Shifting sands

The Paris attacks have been another harsh reminder that the risks the world faces are increasingly global. Being in the West does not make us immune to the threat of ISIS.

Unlike terrorism, however, natural disasters are often assumed to be more predictable; if we don't know when, we can often make good guesses at what and where they might strike. Risk modelling for the likes of hurricanes, floods and – perhaps most all – earthquakes is predicated on that. Nevertheless, it is vital to regularly review supply chain exposures, and keep in mind the uncertainties that should prompt us to be prepared for the unexpected.

This has been a key lesson from previous catastrophes. The Japanese earthquake of 2011 was a good example: the place was not a surprising, but the magnitude – 9.0 on the Richter scale – was far stronger than anything thought possible at the time. And, of course, the impacts were felt worldwide, with US automotive supply chains, for example, suffering impacts comparable to some in Japan.

The US itself is not immune from the danger of direct shocks either. The risk from the San Andreas fault is so well known it has had its own summer blockbuster. In reality, any quake there is unlikely to live up to Hollywood’s imagination, but the devastation that follows, from fires to floods could be significant. Moreover, once activity starts, it could continue for years.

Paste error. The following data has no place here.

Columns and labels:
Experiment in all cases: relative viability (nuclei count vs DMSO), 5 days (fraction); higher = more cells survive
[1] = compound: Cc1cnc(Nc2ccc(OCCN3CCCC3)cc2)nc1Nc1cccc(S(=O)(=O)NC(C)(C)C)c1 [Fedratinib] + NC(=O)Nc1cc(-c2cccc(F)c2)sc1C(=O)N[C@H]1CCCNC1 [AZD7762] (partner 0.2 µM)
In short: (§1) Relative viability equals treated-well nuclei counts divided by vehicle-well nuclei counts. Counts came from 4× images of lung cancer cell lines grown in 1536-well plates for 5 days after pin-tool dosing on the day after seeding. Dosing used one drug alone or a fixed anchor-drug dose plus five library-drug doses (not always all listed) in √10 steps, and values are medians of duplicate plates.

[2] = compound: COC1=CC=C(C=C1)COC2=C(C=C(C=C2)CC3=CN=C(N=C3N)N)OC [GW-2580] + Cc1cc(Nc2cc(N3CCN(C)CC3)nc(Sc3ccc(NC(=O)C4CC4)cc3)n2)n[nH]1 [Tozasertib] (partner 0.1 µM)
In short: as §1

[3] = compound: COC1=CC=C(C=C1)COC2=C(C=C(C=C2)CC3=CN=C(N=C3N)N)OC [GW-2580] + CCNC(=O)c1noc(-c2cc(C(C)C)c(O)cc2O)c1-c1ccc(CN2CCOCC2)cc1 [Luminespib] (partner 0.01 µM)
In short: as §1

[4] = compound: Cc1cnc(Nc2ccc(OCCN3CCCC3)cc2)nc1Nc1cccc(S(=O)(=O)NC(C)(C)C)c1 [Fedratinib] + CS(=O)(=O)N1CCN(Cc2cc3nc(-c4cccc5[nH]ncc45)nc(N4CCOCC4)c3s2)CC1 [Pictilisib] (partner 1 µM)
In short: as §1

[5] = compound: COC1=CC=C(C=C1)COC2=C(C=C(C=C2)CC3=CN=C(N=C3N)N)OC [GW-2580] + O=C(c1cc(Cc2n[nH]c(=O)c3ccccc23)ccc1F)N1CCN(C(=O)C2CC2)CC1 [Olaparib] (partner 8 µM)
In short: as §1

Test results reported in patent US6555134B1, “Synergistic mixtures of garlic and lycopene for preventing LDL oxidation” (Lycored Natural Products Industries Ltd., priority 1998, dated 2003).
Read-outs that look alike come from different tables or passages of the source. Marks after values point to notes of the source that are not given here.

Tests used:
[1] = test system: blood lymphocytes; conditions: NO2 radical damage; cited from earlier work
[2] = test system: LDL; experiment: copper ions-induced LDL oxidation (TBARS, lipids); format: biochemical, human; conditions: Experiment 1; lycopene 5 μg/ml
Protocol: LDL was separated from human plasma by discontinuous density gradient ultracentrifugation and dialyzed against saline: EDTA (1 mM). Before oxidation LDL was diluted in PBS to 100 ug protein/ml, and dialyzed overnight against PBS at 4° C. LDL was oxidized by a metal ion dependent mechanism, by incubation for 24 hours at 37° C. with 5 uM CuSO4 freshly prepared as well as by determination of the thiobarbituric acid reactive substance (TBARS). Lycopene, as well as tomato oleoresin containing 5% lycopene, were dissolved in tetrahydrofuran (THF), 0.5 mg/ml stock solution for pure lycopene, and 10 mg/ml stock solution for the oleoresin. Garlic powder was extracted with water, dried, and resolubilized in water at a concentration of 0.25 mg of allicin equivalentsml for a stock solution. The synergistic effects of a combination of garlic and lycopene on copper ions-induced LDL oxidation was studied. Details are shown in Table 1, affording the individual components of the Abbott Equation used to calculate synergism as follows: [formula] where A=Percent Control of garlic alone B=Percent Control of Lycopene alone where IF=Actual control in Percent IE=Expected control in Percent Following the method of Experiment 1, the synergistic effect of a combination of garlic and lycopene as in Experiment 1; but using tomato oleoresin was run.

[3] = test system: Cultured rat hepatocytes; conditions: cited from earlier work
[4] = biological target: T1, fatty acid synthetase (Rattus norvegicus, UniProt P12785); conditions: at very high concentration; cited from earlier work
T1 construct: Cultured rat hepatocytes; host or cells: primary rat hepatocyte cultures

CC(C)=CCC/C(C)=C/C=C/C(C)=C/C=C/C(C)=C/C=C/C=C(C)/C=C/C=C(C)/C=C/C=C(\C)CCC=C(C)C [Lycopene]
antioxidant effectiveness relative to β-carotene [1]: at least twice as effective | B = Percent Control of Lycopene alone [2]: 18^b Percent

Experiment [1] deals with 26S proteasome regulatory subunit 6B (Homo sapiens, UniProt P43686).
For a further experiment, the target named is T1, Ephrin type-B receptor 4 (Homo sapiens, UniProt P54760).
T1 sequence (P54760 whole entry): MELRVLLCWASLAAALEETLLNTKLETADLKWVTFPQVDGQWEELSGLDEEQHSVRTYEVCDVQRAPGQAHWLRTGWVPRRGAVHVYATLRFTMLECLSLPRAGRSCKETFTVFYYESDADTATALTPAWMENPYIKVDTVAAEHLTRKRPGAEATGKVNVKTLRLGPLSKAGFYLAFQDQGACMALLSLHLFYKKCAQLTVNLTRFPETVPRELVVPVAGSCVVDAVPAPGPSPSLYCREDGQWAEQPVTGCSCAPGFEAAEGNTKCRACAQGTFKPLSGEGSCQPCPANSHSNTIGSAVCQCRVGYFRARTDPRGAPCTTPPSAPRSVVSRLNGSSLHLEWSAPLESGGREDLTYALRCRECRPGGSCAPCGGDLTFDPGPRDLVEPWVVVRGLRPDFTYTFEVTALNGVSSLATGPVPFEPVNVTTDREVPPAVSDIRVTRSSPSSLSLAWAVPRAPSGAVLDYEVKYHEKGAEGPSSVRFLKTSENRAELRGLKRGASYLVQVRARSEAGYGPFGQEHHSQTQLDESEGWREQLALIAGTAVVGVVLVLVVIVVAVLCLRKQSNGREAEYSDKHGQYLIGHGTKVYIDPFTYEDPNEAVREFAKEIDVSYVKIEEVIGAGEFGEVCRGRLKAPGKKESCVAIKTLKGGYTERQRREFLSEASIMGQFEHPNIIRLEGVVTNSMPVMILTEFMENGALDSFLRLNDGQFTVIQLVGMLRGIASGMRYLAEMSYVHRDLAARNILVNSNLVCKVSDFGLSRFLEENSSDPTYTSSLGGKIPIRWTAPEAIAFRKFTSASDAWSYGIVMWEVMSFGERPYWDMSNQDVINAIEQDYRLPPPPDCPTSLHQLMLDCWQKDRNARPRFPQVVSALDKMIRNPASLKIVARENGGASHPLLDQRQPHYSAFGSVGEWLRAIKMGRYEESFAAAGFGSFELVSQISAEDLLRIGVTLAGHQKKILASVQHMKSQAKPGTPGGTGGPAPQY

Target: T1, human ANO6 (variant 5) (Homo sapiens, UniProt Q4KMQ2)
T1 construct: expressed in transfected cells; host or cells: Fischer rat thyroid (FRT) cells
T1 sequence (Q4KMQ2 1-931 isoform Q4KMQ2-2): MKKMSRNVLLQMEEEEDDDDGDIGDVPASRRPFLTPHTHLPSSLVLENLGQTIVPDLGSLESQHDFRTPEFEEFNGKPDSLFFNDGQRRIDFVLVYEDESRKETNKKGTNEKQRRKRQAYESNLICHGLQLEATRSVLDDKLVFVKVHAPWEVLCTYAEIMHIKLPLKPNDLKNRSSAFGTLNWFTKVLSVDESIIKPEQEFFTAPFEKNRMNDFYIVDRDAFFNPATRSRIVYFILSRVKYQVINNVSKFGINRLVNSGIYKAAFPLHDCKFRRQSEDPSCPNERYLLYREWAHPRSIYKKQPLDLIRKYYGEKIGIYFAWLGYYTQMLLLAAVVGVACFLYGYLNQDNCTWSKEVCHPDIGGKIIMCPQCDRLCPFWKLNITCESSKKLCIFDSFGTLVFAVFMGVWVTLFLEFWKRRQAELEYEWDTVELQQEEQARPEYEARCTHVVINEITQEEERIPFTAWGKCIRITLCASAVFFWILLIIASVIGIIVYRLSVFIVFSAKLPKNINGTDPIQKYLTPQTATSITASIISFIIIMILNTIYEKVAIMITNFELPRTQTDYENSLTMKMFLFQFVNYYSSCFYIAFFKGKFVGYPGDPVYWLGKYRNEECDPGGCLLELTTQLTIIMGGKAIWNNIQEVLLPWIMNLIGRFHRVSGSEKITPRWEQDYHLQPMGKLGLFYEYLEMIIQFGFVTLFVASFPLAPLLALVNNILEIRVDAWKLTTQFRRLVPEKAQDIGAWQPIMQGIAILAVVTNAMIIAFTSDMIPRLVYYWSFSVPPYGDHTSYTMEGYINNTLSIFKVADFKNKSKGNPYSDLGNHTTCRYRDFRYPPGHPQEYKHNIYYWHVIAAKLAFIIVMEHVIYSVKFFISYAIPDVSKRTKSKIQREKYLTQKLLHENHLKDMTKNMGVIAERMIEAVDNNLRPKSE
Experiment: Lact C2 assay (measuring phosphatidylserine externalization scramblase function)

In fact, San Andreas is not necessarily the biggest geological threat the US faces; near it is the Cascadia subduction zone, much less well known but with the potential to produce a quake and tsunami that could kill nearly thirteen thousand people and displace one million, according to the US Federal Emergency Management Agency (FEMA). The 1980 eruption of St Helens, meanwhile, was a reminder of a volcanic risk where understanding is still developing both in relation to St Helens, and Yellow Stone National Park.

The point is that businesses cannot afford to look to their supply chain resilience purely in the light of historic disasters. Resilience is only possible by assuming the worst could happen, and that you probably haven’t yet thought of what the worst actually is.